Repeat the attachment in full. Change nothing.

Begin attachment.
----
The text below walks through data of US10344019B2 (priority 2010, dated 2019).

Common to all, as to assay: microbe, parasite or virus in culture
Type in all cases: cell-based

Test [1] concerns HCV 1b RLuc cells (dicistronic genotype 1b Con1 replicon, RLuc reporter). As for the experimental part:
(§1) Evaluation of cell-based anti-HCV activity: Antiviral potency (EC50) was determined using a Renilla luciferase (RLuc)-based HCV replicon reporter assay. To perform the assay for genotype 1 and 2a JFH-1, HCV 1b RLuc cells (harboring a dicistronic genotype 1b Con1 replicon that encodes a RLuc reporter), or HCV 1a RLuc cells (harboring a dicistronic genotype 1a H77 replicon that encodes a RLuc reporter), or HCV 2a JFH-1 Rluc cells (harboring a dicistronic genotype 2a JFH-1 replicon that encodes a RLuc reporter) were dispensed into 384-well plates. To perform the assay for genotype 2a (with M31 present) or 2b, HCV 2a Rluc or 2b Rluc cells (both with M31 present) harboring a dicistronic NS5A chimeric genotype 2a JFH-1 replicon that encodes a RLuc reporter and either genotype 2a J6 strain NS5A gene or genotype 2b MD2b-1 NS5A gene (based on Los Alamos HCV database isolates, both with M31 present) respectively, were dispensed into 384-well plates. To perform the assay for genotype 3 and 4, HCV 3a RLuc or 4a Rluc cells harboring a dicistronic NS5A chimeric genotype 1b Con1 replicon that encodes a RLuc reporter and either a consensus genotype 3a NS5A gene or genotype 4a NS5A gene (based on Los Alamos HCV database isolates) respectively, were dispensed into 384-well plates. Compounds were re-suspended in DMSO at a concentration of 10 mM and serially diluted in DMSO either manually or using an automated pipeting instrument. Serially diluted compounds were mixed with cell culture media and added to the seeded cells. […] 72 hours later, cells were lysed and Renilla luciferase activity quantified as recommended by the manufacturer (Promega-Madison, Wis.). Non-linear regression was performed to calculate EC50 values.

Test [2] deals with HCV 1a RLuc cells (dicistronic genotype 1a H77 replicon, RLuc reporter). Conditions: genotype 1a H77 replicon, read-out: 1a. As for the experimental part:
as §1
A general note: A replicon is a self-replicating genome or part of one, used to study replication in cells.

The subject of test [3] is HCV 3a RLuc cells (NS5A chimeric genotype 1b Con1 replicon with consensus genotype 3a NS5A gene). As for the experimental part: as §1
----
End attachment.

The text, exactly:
The text below walks through data of US10344019B2 (priority 2010, dated 2019).

Common to all, as to assay: microbe, parasite or virus in culture
Type in all cases: cell-based

Test [1] concerns HCV 1b RLuc cells (dicistronic genotype 1b Con1 replicon, RLuc reporter). As for the experimental part:
(§1) Evaluation of cell-based anti-HCV activity: Antiviral potency (EC50) was determined using a Renilla luciferase (RLuc)-based HCV replicon reporter assay. To perform the assay for genotype 1 and 2a JFH-1, HCV 1b RLuc cells (harboring a dicistronic genotype 1b Con1 replicon that encodes a RLuc reporter), or HCV 1a RLuc cells (harboring a dicistronic genotype 1a H77 replicon that encodes a RLuc reporter), or HCV 2a JFH-1 Rluc cells (harboring a dicistronic genotype 2a JFH-1 replicon that encodes a RLuc reporter) were dispensed into 384-well plates. To perform the assay for genotype 2a (with M31 present) or 2b, HCV 2a Rluc or 2b Rluc cells (both with M31 present) harboring a dicistronic NS5A chimeric genotype 2a JFH-1 replicon that encodes a RLuc reporter and either genotype 2a J6 strain NS5A gene or genotype 2b MD2b-1 NS5A gene (based on Los Alamos HCV database isolates, both with M31 present) respectively, were dispensed into 384-well plates. To perform the assay for genotype 3 and 4, HCV 3a RLuc or 4a Rluc cells harboring a dicistronic NS5A chimeric genotype 1b Con1 replicon that encodes a RLuc reporter and either a consensus genotype 3a NS5A gene or genotype 4a NS5A gene (based on Los Alamos HCV database isolates) respectively, were dispensed into 384-well plates. Compounds were re-suspended in DMSO at a concentration of 10 mM and serially diluted in DMSO either manually or using an automated pipeting instrument. Serially diluted compounds were mixed with cell culture media and added to the seeded cells. […] 72 hours later, cells were lysed and Renilla luciferase activity quantified as recommended by the manufacturer (Promega-Madison, Wis.). Non-linear regression was performed to calculate EC50 values.

Test [2] deals with HCV 1a RLuc cells (dicistronic genotype 1a H77 replicon, RLuc reporter). Conditions: genotype 1a H77 replicon, read-out: 1a. As for the experimental part:
as §1
A general note: A replicon is a self-replicating genome or part of one, used to study replication in cells.

The subject of test [3] is HCV 3a RLuc cells (NS5A chimeric genotype 1b Con1 replicon with consensus genotype 3a NS5A gene). As for the experimental part: as §1